Doctors had no choice but to immediately begin IV chemotherapy to reduce his white cell count ASAP, in fears that they were so high, he could pass away within 30 days. It was one of the longest times in Alex's life, being an inpatient for six weeks at St. Mary's Hospital, especially right at the beginning of summer. Without going into all the details of what happened over this time, the doctors then notified Alex and his wife that his only option at this point would be a bone marrow transplant. Alex was in good spirits, even though he had lost nearly 30 pounds, most of that being the muscle that he had trained so hard for at the gym, his favorite hobby; everyone always knew Alex as being that "buff" kind of guy. He still holds out hope that he will be able to gain that all back, once this disease is beaten, for good.

The first step was to then try Alex's brother, C.J., to see if he could be the 100% DNA match, and be Alex's transplant donor. The bad news; once C.J. was tested, he was only to be found a 50% match. The next course of action was to go to the international bone marrow registry, with help from Thankfully, Alex was able to find a bone marrow donor that could potentially cure him of this leukemia. Not just one match, but actually three! Thank God that they're people out there that can give so much and expect nothing in return. These people that do this are true life savers. And I would encourage everyone  that is reading this, to look into this organization and perhaps be a bone marrow donor themselves. You can be someone's hero, you can save a life.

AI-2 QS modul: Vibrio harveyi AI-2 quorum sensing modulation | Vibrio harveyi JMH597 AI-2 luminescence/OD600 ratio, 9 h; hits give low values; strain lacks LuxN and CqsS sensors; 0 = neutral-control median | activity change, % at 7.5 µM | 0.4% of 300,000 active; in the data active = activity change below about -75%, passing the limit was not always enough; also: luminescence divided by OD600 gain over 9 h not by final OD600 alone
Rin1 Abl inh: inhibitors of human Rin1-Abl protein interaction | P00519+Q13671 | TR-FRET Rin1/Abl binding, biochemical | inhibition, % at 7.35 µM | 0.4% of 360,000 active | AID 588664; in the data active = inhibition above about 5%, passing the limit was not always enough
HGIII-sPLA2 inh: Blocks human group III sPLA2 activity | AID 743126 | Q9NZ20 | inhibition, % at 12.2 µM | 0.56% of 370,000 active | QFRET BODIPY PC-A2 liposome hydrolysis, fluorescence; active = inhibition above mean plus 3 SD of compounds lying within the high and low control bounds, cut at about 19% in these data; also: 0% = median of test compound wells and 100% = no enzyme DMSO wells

Alex was finally released from Saint Mary's hospital, knowing that he would have to spend at least 2 months as an outpatient, coming back to the hospital daily for IV immunizations, blood, and platelets. Which brings us to this day. At this time , Friday, the 8th of September, the transplant is scheduled to be 5 weeks out down at Froedtert Medical Hospital in Milwaukee. He will once again have to go through IV chemotherapy to completely kill off his immune system, so that bone marrow transplant will take and his body won't reject it. This will then require another month or so as an inpatient at that hospital, with a then following 100 days living in the Milwaukee area, for daily visits, treatment, and testing. This will mean that it will be about 5 months Alex will be away from his home in Green Bay, living in hotels and housing accommodations. He can't be more than 30 minutes away from the hospital at any given point, within  that time frame.